Art, Desire, and God: Phenomenological Perspectives
What is the role of the desire of/for God in art and aesthetic experience from a phenomenological perspective? The phenomenological tradition is arguably marked by two distinct turns: to the aesthetic and, more recently, to the theological, both of which seek to negotiate the relationship between the subject and its correlate, whether objective or not. Desire for both turns is instrumental in the reconciliation of these two poles. The shape that desire takes determines the manner by which God or the Absolute figures into the analysis.
The recent debates concerning the significance of the preservation and restoration of Notre Dame de Paris after its having partially burned down on 16 April 2019 uniquely exhibit the intersection of desire, art, and God. The discourses surrounding the event largely focus on whether the meaning of the cathedral should be accounted for in religious or secular humanistic terms. This brings to light the multiple identities the cathedral possesses: as a cultural and historical symbol in the secular French Republic, a religious monument for both European and global Christians, and a work of art and human genius displaying the rich depths of humanity itself. What light would a phenomenological analysis of these elements of human experience shed on the political dimension of the relation between religion and secular culture?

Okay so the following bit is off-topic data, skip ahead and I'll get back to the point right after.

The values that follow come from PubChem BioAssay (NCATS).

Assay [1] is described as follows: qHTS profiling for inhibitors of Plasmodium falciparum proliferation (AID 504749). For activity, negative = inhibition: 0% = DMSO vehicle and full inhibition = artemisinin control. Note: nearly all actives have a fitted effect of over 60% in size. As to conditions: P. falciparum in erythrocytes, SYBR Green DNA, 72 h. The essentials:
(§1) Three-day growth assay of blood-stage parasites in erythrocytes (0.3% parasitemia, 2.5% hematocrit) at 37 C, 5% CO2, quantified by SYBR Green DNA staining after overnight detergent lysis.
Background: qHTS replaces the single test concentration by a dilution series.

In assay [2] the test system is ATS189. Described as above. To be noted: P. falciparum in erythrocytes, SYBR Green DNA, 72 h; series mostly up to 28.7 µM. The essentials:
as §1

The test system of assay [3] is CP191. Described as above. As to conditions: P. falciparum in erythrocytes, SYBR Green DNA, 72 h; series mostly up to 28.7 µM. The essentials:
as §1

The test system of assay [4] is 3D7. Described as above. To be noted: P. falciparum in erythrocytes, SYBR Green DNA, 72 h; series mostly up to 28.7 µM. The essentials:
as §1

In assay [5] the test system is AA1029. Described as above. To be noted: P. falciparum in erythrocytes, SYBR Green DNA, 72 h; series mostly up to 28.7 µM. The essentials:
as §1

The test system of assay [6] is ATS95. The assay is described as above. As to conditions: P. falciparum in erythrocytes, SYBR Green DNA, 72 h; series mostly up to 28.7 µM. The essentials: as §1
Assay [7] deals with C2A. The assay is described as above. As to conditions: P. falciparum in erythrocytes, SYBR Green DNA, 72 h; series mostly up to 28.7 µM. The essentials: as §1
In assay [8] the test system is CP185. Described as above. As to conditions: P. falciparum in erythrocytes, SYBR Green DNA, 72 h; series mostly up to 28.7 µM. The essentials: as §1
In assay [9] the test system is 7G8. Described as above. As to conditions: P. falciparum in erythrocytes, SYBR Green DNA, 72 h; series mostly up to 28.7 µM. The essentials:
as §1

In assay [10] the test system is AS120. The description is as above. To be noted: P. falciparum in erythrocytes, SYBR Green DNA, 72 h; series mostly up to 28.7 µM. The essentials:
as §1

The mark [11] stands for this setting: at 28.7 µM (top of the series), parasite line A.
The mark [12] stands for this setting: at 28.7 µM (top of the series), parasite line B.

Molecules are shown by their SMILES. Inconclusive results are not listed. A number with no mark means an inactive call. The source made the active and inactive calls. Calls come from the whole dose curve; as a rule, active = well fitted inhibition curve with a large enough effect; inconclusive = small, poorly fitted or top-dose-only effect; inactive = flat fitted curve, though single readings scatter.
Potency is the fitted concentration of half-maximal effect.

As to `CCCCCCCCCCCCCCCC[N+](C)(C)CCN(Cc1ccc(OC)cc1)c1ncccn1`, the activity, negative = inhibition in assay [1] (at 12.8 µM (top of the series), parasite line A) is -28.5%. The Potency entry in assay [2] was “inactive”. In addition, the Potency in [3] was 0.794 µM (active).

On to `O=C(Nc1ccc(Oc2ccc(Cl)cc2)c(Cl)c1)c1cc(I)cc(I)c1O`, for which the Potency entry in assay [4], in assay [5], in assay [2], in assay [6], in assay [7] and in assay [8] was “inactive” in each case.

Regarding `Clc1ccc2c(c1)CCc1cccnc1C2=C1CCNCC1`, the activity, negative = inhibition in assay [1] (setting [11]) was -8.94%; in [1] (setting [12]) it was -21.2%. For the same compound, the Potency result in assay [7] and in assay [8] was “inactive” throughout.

This conference seeks presentations of original research examining the relationships between art, desire, and God that lie at the heart of these questions. Especially encouraged to submit papers for consideration are early career faculty, post-doctoral researchers, and advanced research students. Papers may explore, but are not limited to, the thought of figures such as Michel Henry, Jean-Luc Marion, Richard Kearney, Jean-Louis Chrétien, Emmanuel Falque, and David Tracy, as well as Maurice Merleau-Ponty, Jean-Françoise Lyotard, and Jacques Derrida. Papers that utilize the thought and artwork of underrepresented populations are encouraged, as are papers that actively engage the collection of the Snite Museum of Art (sniteartmuseum.nd.edu), the location of the conference.